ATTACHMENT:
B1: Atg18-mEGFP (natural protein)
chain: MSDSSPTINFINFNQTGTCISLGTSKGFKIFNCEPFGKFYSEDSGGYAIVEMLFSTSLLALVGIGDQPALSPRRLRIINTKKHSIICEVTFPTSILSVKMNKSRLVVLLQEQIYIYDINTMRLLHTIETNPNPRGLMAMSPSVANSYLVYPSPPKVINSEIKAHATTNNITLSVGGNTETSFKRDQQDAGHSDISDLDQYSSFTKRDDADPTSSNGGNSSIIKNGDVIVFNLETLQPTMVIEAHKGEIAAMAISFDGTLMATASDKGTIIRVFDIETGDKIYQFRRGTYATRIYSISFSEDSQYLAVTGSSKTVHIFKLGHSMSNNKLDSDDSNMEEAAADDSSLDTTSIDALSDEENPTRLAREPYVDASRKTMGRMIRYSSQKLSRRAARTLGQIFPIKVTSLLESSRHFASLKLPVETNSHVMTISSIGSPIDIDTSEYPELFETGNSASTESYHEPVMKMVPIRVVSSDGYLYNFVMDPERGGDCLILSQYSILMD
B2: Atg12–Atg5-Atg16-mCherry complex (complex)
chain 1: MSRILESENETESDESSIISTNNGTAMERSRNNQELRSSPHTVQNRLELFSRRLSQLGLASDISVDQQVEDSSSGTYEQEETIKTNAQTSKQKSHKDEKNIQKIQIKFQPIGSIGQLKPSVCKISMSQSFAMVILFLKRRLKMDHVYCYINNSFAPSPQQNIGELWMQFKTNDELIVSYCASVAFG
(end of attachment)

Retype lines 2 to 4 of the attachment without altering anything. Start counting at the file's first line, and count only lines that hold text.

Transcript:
chain: MSDSSPTINFINFNQTGTCISLGTSKGFKIFNCEPFGKFYSEDSGGYAIVEMLFSTSLLALVGIGDQPALSPRRLRIINTKKHSIICEVTFPTSILSVKMNKSRLVVLLQEQIYIYDINTMRLLHTIETNPNPRGLMAMSPSVANSYLVYPSPPKVINSEIKAHATTNNITLSVGGNTETSFKRDQQDAGHSDISDLDQYSSFTKRDDADPTSSNGGNSSIIKNGDVIVFNLETLQPTMVIEAHKGEIAAMAISFDGTLMATASDKGTIIRVFDIETGDKIYQFRRGTYATRIYSISFSEDSQYLAVTGSSKTVHIFKLGHSMSNNKLDSDDSNMEEAAADDSSLDTTSIDALSDEENPTRLAREPYVDASRKTMGRMIRYSSQKLSRRAARTLGQIFPIKVTSLLESSRHFASLKLPVETNSHVMTISSIGSPIDIDTSEYPELFETGNSASTESYHEPVMKMVPIRVVSSDGYLYNFVMDPERGGDCLILSQYSILMD
B2: Atg12–Atg5-Atg16-mCherry complex (complex)
chain 1: MSRILESENETESDESSIISTNNGTAMERSRNNQELRSSPHTVQNRLELFSRRLSQLGLASDISVDQQVEDSSSGTYEQEETIKTNAQTSKQKSHKDEKNIQKIQIKFQPIGSIGQLKPSVCKISMSQSFAMVILFLKRRLKMDHVYCYINNSFAPSPQQNIGELWMQFKTNDELIVSYCASVAFG